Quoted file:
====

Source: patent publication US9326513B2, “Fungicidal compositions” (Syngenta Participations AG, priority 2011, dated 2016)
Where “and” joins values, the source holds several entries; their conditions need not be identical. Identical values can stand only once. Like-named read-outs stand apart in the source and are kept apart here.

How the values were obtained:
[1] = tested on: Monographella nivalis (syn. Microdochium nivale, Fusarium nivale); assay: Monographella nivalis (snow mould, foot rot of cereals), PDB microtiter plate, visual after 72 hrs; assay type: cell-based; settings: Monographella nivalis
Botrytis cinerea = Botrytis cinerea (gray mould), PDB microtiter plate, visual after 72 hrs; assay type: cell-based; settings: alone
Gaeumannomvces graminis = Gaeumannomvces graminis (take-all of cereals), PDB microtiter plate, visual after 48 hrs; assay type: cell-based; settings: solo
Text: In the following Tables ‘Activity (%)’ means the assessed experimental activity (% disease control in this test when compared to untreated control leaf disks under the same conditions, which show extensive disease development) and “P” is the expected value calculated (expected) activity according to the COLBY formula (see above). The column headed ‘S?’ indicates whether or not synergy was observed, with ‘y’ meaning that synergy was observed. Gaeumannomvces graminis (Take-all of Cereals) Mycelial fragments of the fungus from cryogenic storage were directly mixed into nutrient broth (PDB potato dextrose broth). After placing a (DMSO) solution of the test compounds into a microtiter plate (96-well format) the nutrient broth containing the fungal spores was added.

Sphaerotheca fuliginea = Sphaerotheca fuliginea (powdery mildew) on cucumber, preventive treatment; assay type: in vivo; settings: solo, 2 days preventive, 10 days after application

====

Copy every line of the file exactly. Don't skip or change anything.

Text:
Source: patent publication US9326513B2, “Fungicidal compositions” (Syngenta Participations AG, priority 2011, dated 2016)
Where “and” joins values, the source holds several entries; their conditions need not be identical. Identical values can stand only once. Like-named read-outs stand apart in the source and are kept apart here.

How the values were obtained:
[1] = tested on: Monographella nivalis (syn. Microdochium nivale, Fusarium nivale); assay: Monographella nivalis (snow mould, foot rot of cereals), PDB microtiter plate, visual after 72 hrs; assay type: cell-based; settings: Monographella nivalis
Botrytis cinerea = Botrytis cinerea (gray mould), PDB microtiter plate, visual after 72 hrs; assay type: cell-based; settings: alone
Gaeumannomvces graminis = Gaeumannomvces graminis (take-all of cereals), PDB microtiter plate, visual after 48 hrs; assay type: cell-based; settings: solo
Text: In the following Tables ‘Activity (%)’ means the assessed experimental activity (% disease control in this test when compared to untreated control leaf disks under the same conditions, which show extensive disease development) and “P” is the expected value calculated (expected) activity according to the COLBY formula (see above). The column headed ‘S?’ indicates whether or not synergy was observed, with ‘y’ meaning that synergy was observed. Gaeumannomvces graminis (Take-all of Cereals) Mycelial fragments of the fungus from cryogenic storage were directly mixed into nutrient broth (PDB potato dextrose broth). After placing a (DMSO) solution of the test compounds into a microtiter plate (96-well format) the nutrient broth containing the fungal spores was added.

Sphaerotheca fuliginea = Sphaerotheca fuliginea (powdery mildew) on cucumber, preventive treatment; assay type: in vivo; settings: solo, 2 days preventive, 10 days after application